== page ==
Nets Could Use a Reality Check
Now, we don't want to get off on a rant here, but (with apologies to Dennis Miller) the Neverland miniature railroad train wreck that is Michael Jackson's world at present and the how-low-can-you-stoop sweeps limbo produced some of the cheesiest TV in many a green moon.
Whether it was an endless loop of a digital facelift for the Gloved One, has-beens armed with laser pointers sitting in judgment of wannabes or various voyeuristic exercises in pseudo-romance, the sum total was "reality" only in the minds of programmers hooked on the heroin of unscripted programming. It was Fox that once pledged to kick that habit in favor of a return to first-run dramas and comedies, but it has proved too lucrative and too popular a habit for any of the broadcast networks to break. They have even begun blowing out their schedules to air repeats of the reality shows that did well the first time.
We're not knocking all reality here. But, in its extremes, both oversaturation at the expense of other programming and excessive voyeurism, it makes you want to take a shower afterwards. Yes, people will watch it, as they will watch a train wreck, but that is not an argument for staging train wrecks to get attention.
We remember when Dateline
was a top-notch investigative magazine, the crash-test fiasco notwithstanding, and perhaps it will be again. But it's two-hour trip on the Jackson bandwagon last week was far from its finest hour. A guy who used to work with Jackson's plastic surgeon competes for credibility with a National Enquirer
writer. Need we say more? Yes, in fact, but only to point out that Dateline
is not our target so much as our vehicle for the message that the "T" in TV is in greater danger of standing for "tawdry" with the addition of each new voyeuristic variation on the reality theme. It would be sad indeed if the newsmagazines were co-opted regularly for heavy lifting on the "reality" front, although some would argue that has already happened.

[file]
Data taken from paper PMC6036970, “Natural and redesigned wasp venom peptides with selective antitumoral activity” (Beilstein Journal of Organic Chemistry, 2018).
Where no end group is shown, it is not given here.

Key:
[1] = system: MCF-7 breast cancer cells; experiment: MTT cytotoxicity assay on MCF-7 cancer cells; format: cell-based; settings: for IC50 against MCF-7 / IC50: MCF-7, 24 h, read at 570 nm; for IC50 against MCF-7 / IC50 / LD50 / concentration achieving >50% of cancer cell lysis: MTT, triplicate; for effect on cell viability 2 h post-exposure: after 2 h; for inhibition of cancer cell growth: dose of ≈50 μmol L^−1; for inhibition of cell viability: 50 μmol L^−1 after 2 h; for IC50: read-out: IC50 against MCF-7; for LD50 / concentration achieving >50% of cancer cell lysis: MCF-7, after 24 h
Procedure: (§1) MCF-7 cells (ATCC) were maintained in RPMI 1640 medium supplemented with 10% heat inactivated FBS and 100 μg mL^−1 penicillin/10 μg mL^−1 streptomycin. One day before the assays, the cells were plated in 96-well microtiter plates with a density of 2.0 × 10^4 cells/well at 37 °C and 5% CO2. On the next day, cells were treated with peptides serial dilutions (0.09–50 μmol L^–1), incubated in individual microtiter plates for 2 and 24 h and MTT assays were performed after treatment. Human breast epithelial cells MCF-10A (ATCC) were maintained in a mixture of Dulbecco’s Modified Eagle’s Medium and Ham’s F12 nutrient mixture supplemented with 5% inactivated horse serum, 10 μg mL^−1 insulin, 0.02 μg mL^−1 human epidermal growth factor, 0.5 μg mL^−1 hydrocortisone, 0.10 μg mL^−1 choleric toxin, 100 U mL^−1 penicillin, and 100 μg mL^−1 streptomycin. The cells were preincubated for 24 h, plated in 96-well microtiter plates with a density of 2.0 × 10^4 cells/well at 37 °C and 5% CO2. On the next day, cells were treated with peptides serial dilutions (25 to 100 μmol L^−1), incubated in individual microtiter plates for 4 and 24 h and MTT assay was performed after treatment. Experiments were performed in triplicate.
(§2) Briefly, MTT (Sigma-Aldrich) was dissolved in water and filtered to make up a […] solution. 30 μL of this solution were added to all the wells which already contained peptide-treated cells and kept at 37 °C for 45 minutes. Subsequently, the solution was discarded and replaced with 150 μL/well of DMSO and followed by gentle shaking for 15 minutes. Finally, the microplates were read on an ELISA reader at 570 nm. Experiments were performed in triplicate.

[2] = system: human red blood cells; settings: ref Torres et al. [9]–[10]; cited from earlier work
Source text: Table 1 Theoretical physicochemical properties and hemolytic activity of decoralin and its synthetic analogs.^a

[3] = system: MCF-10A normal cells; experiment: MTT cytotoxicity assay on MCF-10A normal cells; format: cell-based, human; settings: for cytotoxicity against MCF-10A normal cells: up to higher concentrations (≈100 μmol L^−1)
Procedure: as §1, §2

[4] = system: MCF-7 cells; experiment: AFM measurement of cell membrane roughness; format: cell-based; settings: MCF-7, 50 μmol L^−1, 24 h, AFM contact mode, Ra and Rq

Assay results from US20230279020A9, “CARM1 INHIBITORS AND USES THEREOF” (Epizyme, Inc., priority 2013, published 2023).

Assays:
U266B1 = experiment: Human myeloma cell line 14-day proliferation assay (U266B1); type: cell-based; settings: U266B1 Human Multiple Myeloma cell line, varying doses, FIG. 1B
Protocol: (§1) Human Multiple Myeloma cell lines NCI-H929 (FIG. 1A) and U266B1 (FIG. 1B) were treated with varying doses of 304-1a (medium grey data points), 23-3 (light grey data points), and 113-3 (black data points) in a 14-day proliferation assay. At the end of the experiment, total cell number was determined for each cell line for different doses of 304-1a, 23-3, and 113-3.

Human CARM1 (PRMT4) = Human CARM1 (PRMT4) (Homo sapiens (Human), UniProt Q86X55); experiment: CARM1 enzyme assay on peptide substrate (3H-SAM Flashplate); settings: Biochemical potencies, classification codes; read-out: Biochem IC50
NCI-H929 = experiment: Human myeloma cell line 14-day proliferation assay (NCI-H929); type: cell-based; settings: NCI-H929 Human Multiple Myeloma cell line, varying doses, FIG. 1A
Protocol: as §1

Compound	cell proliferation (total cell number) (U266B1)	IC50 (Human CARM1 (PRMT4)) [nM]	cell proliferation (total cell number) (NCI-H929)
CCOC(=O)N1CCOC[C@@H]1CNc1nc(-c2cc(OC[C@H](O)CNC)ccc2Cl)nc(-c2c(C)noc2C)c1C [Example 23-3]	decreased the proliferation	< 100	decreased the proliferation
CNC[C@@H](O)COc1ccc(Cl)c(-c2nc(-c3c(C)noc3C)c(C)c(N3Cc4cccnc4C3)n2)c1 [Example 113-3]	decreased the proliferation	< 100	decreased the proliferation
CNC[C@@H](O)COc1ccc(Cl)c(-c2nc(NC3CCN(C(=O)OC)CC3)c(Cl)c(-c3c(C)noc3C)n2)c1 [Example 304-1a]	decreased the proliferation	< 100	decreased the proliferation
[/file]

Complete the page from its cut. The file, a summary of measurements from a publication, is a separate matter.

We predict that the next reality offering will be a group of network programmers standing on the street corner and dropping their standards entirely.
Rebel With a Cause
Looks like we need to bone up on where sort-of-Republican FCC Commissioner Kevin Martin stands on a bunch of issues. Given his ability and willingness to form a coalition with the Democrats on the panel to thwart the Republican chairman, as he did last week on the phone-competition proceeding, he suddenly becomes a potential deal breaker for the chairman. Last week's "palace coup," as an irate Billy Tauzin labeled it, could be an aberration. People close to him swear he remains committed to the deregulatory regime of lifting the 35% ownership cap and allowing newspaper/broadcast crossownership. But given some of the concerns Martin has expressed about media ownership and its effects on programming, concerns that he shares with the Democratic minority, the Martin-Copps-Adelstein triumvirate could prove more than just an ad hoc regime.